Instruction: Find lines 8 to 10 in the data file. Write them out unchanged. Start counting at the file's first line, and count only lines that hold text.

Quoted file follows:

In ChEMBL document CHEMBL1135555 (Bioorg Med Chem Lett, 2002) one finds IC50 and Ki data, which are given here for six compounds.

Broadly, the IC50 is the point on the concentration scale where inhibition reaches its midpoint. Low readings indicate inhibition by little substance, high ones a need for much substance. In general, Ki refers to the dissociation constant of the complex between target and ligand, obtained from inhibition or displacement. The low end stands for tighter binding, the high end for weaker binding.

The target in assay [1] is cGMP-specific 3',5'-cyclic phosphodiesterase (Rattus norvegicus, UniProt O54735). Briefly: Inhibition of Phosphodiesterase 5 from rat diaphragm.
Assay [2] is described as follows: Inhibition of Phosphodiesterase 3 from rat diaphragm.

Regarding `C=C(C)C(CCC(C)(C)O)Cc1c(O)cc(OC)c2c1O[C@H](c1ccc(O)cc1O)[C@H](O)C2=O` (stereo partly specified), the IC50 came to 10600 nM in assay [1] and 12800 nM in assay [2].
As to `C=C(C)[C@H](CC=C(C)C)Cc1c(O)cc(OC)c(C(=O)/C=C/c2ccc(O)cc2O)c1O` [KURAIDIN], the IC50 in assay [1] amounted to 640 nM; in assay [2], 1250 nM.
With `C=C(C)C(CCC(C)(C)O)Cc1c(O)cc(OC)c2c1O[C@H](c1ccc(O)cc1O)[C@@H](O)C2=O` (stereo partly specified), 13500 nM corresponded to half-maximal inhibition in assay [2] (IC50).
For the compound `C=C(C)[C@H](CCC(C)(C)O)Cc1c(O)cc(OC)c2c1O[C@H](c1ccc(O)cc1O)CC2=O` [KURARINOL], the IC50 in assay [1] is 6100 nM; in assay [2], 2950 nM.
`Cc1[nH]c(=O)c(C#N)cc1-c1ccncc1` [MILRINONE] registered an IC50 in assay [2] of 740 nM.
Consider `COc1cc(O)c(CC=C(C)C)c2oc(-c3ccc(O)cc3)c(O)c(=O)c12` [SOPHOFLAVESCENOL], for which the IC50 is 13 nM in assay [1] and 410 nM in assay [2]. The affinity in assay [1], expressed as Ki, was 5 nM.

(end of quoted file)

For the compound `C=C(C)[C@H](CCC(C)(C)O)Cc1c(O)cc(OC)c2c1O[C@H](c1ccc(O)cc1O)CC2=O` [KURARINOL], the IC50 in assay [1] is 6100 nM; in assay [2], 2950 nM.
`Cc1[nH]c(=O)c(C#N)cc1-c1ccncc1` [MILRINONE] registered an IC50 in assay [2] of 740 nM.
Consider `COc1cc(O)c(CC=C(C)C)c2oc(-c3ccc(O)cc3)c(O)c(=O)c12` [SOPHOFLAVESCENOL], for which the IC50 is 13 nM in assay [1] and 410 nM in assay [2]. The affinity in assay [1], expressed as Ki, was 5 nM.